Book Review: This One Is Mine by Maria Semple
It’s truly surprising to me how very much I disliked This One Is Mine, considering how much I loved Maria Semple’s second novel, Where’d You Go, Bernadette (reviewed here in 2012). Maria Semple, a former TV writer for shows including Arrested Development and Mad About You, has a flair for humor and quirky use of words. These elements are apparent in This One Is Mine, but the story itself is so loaded with unlikable characters making nonsensical decisions that I read the book with feelings of detachment and apathy.
This One Is Mine centers around two lead female characters. Violet, formerly a successful TV writer (hmmm… a stand-in for the author?), is now a stay-at-home mom to a mostly invisible toddler. And what a home! Violet is married to hotshot music executive David Parry, and they live their life in an architecturally significant mansion, with private in-home yoga lessons, cars to die for, and a nanny whom the couple — despite their self-image as super-PC and sensitive — refer to by the nickname of LadyGo, due to her rudimentary use of the English language in sentences such as “Somebody ask and lady go, I’m a friend of the band. Lady who plan the party? Lady go mad.”
Violet may be an at-home mother, but she’s rarely at home. She is unhappy, constantly on the verge of tears, and always flying off in pursuit of some activity that involves driving around LA and avoiding sights that might make her cry. Why no one has noticed that she needs therapy and medication, I have no idea. During a random drive through the city, Violet encounters a down-at-heels, dirty, drug-addicted bass player and launches without a second thought into what may be the world’s most unlikely and ill-advised affair. Teddy is, to put it mildly, kind of gross, not just physically, but in attitude as well. In their brief early encounters, Teddy manages to use every racial slur possible and engages in incredibly unsexy sex talk — yet Violet is smitten, to the point of obsession and at risk of throwing away everything else of value in her life.
Sally, our other point of focus, is David’s younger sister, a single woman in her thirties who desperately wants what Violet seems to have — a successful husband, a beautiful home, a life of ease and celebrity. Sally latches onto Jeremy White, a sports handicapper on the verge of stardom, seeing him as her golden ticket. As his career rises, Sally willfully (or, you might say, stupidly) overlooks his assortment of quirks and oddities in order to fulfill her dream of the good life. And we’re not just talking odd habits. The warning signs around Jeremy are pretty much there for all to see, in gigantic blinking red letters, but Sally’s relentless pursuit of her ideal life doesn’t allow her to see them.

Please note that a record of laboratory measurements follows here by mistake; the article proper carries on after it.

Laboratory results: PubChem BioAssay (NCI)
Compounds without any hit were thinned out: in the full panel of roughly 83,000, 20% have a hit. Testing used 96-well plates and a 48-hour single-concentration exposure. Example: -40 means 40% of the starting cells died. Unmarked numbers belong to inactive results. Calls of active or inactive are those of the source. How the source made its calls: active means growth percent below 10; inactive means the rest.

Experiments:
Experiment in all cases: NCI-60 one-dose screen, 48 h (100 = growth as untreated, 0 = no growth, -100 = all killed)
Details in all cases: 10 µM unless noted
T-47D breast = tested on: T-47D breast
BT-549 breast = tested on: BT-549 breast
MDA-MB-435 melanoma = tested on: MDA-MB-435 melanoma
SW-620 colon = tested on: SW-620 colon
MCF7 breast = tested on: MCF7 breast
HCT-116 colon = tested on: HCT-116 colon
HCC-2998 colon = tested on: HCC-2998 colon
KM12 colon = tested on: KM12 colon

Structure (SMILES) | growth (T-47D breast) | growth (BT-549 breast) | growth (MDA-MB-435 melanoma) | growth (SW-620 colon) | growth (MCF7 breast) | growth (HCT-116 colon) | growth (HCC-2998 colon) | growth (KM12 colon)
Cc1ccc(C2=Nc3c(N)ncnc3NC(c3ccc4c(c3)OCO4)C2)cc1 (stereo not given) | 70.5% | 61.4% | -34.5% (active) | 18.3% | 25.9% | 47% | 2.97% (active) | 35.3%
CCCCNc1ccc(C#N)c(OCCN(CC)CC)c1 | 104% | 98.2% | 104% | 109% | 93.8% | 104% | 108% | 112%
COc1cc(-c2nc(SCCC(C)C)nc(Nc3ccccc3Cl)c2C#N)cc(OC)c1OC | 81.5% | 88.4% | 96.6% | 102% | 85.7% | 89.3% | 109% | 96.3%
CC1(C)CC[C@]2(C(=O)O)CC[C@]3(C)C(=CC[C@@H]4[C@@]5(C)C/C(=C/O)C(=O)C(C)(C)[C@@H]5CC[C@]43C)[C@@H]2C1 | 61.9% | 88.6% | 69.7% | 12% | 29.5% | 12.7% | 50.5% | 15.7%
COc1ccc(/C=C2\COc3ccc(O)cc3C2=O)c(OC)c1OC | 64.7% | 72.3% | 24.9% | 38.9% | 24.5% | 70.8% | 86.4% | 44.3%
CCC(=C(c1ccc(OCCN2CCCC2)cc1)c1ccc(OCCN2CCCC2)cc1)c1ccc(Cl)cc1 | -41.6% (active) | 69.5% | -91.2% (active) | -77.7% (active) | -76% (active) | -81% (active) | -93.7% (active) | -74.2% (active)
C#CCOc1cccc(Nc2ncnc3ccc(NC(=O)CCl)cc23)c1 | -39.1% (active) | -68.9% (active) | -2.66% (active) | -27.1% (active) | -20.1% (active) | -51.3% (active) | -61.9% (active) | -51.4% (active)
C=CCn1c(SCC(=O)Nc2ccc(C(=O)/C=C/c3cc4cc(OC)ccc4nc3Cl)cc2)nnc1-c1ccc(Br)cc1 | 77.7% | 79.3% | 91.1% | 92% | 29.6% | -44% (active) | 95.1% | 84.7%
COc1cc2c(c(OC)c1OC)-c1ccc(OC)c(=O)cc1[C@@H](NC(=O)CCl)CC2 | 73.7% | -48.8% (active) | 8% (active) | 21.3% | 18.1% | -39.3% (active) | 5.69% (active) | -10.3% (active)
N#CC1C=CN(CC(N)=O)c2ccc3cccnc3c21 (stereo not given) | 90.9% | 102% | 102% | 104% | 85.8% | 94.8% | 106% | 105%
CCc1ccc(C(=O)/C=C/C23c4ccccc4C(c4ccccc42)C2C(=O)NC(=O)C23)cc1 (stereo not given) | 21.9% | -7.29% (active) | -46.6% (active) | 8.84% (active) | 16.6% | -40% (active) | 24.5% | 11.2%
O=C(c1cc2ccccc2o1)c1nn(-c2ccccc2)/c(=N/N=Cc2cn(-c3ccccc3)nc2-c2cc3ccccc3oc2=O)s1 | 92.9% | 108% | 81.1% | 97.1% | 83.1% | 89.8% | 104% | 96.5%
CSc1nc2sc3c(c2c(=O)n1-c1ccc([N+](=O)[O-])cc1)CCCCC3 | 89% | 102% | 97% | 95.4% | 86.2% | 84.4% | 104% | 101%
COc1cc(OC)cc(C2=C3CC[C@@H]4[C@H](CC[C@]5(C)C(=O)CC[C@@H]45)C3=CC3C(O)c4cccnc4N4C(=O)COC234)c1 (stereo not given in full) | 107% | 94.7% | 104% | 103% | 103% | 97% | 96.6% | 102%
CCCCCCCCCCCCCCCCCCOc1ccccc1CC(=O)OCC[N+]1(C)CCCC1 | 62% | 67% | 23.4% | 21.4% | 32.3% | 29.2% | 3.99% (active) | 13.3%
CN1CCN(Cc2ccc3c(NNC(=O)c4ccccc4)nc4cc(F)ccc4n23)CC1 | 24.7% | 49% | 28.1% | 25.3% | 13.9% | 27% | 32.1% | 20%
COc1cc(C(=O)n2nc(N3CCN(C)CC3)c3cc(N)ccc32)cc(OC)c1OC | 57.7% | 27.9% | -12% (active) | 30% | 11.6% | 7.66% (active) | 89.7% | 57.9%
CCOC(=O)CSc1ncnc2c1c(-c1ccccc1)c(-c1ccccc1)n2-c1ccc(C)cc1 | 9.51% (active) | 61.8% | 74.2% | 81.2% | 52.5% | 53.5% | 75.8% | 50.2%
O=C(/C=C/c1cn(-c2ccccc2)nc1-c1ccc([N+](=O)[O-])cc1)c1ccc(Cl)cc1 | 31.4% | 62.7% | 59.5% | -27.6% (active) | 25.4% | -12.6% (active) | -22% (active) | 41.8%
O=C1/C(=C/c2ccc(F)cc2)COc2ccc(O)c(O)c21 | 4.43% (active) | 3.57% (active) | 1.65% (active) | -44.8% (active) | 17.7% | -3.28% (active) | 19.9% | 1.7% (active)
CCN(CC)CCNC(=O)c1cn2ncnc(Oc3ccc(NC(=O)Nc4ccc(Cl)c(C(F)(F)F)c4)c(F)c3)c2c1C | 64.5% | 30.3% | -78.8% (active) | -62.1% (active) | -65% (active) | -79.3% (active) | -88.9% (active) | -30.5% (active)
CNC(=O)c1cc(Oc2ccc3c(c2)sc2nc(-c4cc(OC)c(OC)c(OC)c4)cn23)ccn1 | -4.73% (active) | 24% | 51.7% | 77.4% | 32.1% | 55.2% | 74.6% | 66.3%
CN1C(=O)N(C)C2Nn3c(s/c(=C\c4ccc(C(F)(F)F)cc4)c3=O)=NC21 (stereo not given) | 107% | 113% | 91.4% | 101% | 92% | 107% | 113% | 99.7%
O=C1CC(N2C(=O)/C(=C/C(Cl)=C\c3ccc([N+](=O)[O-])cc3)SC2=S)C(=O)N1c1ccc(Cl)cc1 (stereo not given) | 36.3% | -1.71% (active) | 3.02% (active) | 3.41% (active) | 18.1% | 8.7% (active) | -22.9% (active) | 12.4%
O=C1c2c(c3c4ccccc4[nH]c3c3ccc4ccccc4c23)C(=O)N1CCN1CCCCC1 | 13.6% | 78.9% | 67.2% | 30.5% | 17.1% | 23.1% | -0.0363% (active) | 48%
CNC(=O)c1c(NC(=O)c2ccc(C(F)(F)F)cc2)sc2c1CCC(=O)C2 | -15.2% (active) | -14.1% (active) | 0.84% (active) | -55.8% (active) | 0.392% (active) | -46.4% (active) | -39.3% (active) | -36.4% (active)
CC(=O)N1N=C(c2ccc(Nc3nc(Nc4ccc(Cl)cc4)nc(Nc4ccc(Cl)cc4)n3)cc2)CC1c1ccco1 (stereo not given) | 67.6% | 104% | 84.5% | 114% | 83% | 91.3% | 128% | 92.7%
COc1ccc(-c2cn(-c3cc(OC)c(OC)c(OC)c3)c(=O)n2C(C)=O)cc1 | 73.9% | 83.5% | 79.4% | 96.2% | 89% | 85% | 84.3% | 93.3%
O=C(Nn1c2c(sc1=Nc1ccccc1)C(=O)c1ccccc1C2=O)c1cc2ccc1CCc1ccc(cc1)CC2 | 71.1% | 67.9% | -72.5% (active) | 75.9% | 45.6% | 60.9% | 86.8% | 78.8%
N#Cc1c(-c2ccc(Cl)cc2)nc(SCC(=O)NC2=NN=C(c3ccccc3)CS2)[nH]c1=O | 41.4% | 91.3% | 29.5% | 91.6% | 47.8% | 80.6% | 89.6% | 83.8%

Naturally, nothing works out for anybody. Violet’s affair implodes. Sally gets her man, but at what price? The book culminates in a few very unbelievable turn of events, as characters make one stupid decision after another. Coincidences mount, terrible outcomes ensue. The characters learn lessons and become better people for it. Um, really?
This One Is Mine is full of unhappy people, who seem to thrust happiness away with both hands as they grab at people and circumstances which can only end up as the worst possible choices. Healthy attitudes and though-processes don’t exist in this world. David is actually the only likeable character present, as we get a sense of his compassion, his devotion to both his wife and sister, and his ability to forgive. Other than David, we spend much too much of the book watching unbalanced people make terrible decisions and ruin their own and other people’s lives.
Where’d You Go, Bernadette had its share of quirky and not-so-likeable people, but they were balanced by the book’s satirical tone, as well as by having teen-aged Bee as a relatable point-of-view character. As a reader, I cared about Bee’s well-being, and saw the other character’s through that lens. Even the most selfish or clueless characters ultimately revealed a deeper core.
Not so in This One Is Mine. Neither Violet nor Sally are sympathetic characters, and I couldn’t find a point of entry for caring about either of them. The selfishness of their world views, the unending spending, the world of the ultra-rich — all served to further distance me from the drama. In the end, I found it hard to have patience with the characters or the book as a whole, as reading This One Is Mine largely consists of watching the two main characters selfishly mistreat the people in their lives. The ending was much too neat for my taste, as Violet and Sally end up chastened yet improved by their ordeals, bonding through calamity, and ultimately stronger for it all. None of it worked for me.